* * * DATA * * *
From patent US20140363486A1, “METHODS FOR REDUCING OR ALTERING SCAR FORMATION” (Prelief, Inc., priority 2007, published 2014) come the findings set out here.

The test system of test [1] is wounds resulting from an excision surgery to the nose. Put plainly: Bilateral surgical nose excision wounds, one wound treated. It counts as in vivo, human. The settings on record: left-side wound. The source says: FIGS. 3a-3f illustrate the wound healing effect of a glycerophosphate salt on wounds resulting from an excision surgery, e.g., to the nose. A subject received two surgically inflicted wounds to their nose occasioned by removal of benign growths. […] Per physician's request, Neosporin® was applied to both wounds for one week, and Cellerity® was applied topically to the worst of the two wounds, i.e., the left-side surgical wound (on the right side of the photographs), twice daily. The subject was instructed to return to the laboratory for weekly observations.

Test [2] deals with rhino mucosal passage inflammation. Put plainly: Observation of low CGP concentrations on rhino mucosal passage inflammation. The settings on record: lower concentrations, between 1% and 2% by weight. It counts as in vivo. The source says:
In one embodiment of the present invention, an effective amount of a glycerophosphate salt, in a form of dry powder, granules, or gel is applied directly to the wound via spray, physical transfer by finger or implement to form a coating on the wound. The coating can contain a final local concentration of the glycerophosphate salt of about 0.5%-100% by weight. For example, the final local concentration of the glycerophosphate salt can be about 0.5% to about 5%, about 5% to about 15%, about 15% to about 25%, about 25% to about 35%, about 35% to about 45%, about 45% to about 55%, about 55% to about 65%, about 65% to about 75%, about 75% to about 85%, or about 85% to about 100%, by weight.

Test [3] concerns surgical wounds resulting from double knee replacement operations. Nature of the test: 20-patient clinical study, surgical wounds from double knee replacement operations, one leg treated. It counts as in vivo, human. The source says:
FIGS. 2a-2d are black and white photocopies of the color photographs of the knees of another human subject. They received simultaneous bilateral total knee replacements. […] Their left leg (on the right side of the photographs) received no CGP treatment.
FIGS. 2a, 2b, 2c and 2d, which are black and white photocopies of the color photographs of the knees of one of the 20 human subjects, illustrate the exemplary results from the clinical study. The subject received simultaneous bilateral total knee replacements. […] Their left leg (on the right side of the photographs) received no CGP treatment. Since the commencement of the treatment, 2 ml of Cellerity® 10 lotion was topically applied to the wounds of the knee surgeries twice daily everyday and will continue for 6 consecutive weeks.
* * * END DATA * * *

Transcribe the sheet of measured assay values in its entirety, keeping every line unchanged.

From patent US20140363486A1, “METHODS FOR REDUCING OR ALTERING SCAR FORMATION” (Prelief, Inc., priority 2007, published 2014) come the findings set out here.

The test system of test [1] is wounds resulting from an excision surgery to the nose. Put plainly: Bilateral surgical nose excision wounds, one wound treated. It counts as in vivo, human. The settings on record: left-side wound. The source says: FIGS. 3a-3f illustrate the wound healing effect of a glycerophosphate salt on wounds resulting from an excision surgery, e.g., to the nose. A subject received two surgically inflicted wounds to their nose occasioned by removal of benign growths. […] Per physician's request, Neosporin® was applied to both wounds for one week, and Cellerity® was applied topically to the worst of the two wounds, i.e., the left-side surgical wound (on the right side of the photographs), twice daily. The subject was instructed to return to the laboratory for weekly observations.

Test [2] deals with rhino mucosal passage inflammation. Put plainly: Observation of low CGP concentrations on rhino mucosal passage inflammation. The settings on record: lower concentrations, between 1% and 2% by weight. It counts as in vivo. The source says:
In one embodiment of the present invention, an effective amount of a glycerophosphate salt, in a form of dry powder, granules, or gel is applied directly to the wound via spray, physical transfer by finger or implement to form a coating on the wound. The coating can contain a final local concentration of the glycerophosphate salt of about 0.5%-100% by weight. For example, the final local concentration of the glycerophosphate salt can be about 0.5% to about 5%, about 5% to about 15%, about 15% to about 25%, about 25% to about 35%, about 35% to about 45%, about 45% to about 55%, about 55% to about 65%, about 65% to about 75%, about 75% to about 85%, or about 85% to about 100%, by weight.

Test [3] concerns surgical wounds resulting from double knee replacement operations. Nature of the test: 20-patient clinical study, surgical wounds from double knee replacement operations, one leg treated. It counts as in vivo, human. The source says:
FIGS. 2a-2d are black and white photocopies of the color photographs of the knees of another human subject. They received simultaneous bilateral total knee replacements. […] Their left leg (on the right side of the photographs) received no CGP treatment.
FIGS. 2a, 2b, 2c and 2d, which are black and white photocopies of the color photographs of the knees of one of the 20 human subjects, illustrate the exemplary results from the clinical study. The subject received simultaneous bilateral total knee replacements. […] Their left leg (on the right side of the photographs) received no CGP treatment. Since the commencement of the treatment, 2 ml of Cellerity® 10 lotion was topically applied to the wounds of the knee surgeries twice daily everyday and will continue for 6 consecutive weeks.